►►US federal agencies sitting on decade-old FOIA requests. In the United States, as Freedom of Information Act (FOIA) requests are growing, a new study has found that eight government agencies are sitting on requests filed over ten years ago. According to the Knight Open Government Survey, conducted by the National Security Archive at George Washington University, the single oldest request is now 20 years old. FOIA requires agencies to process and respond to a request within 20 business days. ►►US journalist seeks to avoid testifying at CIA agent’s trial. A sizeable percentage of FOIA requests are filed by journalists, who are also on the receiving ends of most intelligence-related ‘leaks’ in the United States. One of those journalists, James Risen, of The New York Times, has been subpoenaed by the Obama administration to testify at the trial of Jeffrey Sterling. Sterling is a former CIA employee, who has been arrested under the Espionage Act for allegedly revealing details about Operation MERLIN to Risen. MERLIN was a botched US effort to provide Iran with a flawed design for building a nuclear weapon, in order to delay the alleged Iranian nuclear weapons program. Times lawyers argue that the First Amendment should shield Risen from having to testify at Sterling’s trial. ►►US intel research agency works on 3-D holographs. Also in the United States, IARPA, the US intelligence community’s technical research wing, has announced that it is working on a system that lets intelligence analysts collaborate with each other using “interactive 3-D holographic displays”. Through this system, IARPA hopes that intelligence personnel could take simultaneous virtual strolls through real-life target locations, help plan raids, etc.

US intel wants to automate analysis of online videos

IARPA logo

IARPA logo

By IAN ALLEN | intelNews.org |
A new project funded by the US intelligence community’s research unit aims to automate the collection and analysis of videos from YouTube and other popular online platforms, with the intent of unearthing “valuable intelligence”. The program is called Automated Low-Level Analysis and Description of Diverse Intelligence Video (ALADDIN). It is directed by the Intelligence Advanced Research Projects Activity (IARPA), whose mission is to work under the Director of National Intelligence to create hi-tech applications for America’s intelligence agencies. Few people are aware of the existence of IARPA, which was quietly established in 2007, is based at the University of Maryland, and is staffed mostly by CIA personnel. The research body’s latest project apparently aims to equip the US intelligence community with the ability to scan “for the occurrence of specific events of interest” embedded in online video files, and then “rapidly and automatically produce a textual English-language recounting [and] describing the particular scene, actors, objects and activities involved”. Read more of this post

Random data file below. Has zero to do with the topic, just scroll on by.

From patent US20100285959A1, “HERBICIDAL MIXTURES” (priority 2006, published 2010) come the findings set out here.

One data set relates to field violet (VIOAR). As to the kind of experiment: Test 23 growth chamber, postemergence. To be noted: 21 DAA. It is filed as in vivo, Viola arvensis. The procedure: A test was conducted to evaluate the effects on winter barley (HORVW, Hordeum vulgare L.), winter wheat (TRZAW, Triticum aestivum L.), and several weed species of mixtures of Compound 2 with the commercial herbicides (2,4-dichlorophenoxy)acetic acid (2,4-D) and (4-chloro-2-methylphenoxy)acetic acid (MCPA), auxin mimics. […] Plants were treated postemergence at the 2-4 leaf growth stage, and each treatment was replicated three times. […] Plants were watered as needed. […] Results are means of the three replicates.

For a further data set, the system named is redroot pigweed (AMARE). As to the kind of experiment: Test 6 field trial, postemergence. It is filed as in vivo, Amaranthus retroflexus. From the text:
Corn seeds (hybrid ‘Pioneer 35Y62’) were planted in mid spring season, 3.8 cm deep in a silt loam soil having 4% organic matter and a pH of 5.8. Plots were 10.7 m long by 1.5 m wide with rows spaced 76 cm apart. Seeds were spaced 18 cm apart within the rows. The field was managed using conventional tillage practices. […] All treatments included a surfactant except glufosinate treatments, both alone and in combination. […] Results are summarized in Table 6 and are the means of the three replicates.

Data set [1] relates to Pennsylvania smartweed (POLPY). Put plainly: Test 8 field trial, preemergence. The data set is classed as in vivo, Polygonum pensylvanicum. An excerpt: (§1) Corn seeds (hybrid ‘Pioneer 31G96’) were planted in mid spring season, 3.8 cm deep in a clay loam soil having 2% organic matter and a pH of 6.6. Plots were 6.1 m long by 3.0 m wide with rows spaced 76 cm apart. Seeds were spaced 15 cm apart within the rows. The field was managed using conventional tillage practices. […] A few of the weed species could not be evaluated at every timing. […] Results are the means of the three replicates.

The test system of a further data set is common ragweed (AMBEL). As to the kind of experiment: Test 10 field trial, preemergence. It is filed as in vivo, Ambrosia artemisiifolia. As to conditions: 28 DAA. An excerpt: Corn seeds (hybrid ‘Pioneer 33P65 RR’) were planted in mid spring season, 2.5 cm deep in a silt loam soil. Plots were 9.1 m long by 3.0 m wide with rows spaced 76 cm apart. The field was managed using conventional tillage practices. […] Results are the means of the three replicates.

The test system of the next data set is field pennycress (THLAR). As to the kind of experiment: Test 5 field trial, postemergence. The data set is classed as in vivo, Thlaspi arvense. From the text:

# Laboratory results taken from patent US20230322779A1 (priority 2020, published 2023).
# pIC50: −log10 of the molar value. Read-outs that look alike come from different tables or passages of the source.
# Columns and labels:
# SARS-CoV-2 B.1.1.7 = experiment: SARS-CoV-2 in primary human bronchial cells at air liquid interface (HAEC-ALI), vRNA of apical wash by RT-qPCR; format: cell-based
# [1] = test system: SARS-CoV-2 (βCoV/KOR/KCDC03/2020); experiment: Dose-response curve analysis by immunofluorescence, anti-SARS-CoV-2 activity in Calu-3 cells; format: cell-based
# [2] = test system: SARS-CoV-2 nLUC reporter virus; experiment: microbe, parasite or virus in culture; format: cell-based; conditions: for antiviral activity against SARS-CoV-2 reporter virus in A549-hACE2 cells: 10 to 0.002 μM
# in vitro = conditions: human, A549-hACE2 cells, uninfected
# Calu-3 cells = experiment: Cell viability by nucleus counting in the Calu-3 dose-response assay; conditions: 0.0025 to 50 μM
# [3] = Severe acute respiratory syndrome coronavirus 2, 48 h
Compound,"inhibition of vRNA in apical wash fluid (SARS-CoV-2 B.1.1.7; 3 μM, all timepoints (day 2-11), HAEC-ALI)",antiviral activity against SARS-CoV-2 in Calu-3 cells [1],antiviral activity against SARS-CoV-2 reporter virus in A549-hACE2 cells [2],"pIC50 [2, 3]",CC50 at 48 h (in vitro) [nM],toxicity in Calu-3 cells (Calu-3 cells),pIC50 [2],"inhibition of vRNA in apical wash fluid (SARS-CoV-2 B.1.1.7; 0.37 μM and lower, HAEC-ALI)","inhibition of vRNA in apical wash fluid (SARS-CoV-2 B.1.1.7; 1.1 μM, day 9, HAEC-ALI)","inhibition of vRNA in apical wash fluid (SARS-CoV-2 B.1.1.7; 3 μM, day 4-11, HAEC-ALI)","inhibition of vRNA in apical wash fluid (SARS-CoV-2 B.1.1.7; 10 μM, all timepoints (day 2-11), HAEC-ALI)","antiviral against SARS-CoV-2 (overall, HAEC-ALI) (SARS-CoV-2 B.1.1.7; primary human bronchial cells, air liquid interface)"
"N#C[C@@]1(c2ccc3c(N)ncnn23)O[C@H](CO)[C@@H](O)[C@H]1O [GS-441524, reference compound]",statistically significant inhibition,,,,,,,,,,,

News you may have missed #336

  • CIA tech arm invests in camera lens start-up. The CIA’s venture-capital investment arm, In-Q-Tel, has struck again. This time it has funded LensVector, a hi-tech start-up that specializes in micro-camera technology for cell phones.
  • NSA cyberdefense exercise underway. Detailed status report on the National Security Agency’s 10th annual Cyber Defense Exercise, a competition that pits students from a series of US military academies against each other –and against the competition’s leaders at NSA– in a bid to see who has the best cyberdefense skills.
  • US spy researchers working on computational intel. IARPA, the US intelligence community’s research arm, is apparently working on a new program, called Aggregative Contingent Estimation, which aims to create a computational model that can enhance human hypotheses and predictions, by catching inevitable biases and accounting for selective memory and stress in intelligence analysis.

Bookmark and Share

News you may have missed #295

  • US spies want super-sensitive human lie detectors. IARPA, the research unit of the US intelligence community is soliciting proposals for a five-year, three-phased overhaul of current deception-detection technology, which will include research on what is called “pre-conscious human assessment of trustworthiness”.
  • UK may purchase IP monitoring system from CIA-linked company. A security startup with close links to the CIA is touting a system to the UK government that monitors every IP address on the internet for malware, as part of its declared aim of improving cyber war capabilities. The firm has built a massive database of security breaches across the globe and is currently monitoring about 250 million compromised machines.
  • No Americans on CIA’s assassination list. The Washington Post has corrected an earlier report, flagged by intelNews earlier this month, which claimed that the US President has authorized the CIA to kill Americans abroad. According to new information, there are no Americans currently on the CIA hit list, but there are four on the list of the Joint Special Operations Command (JSOC). It is worth noting that JSOC, which some say is gradually taking over the CIA’s paramilitary mission, lacks the CIA’s mandatory Congressional oversight and has a history of being run directly out of the White House.

Bookmark and Share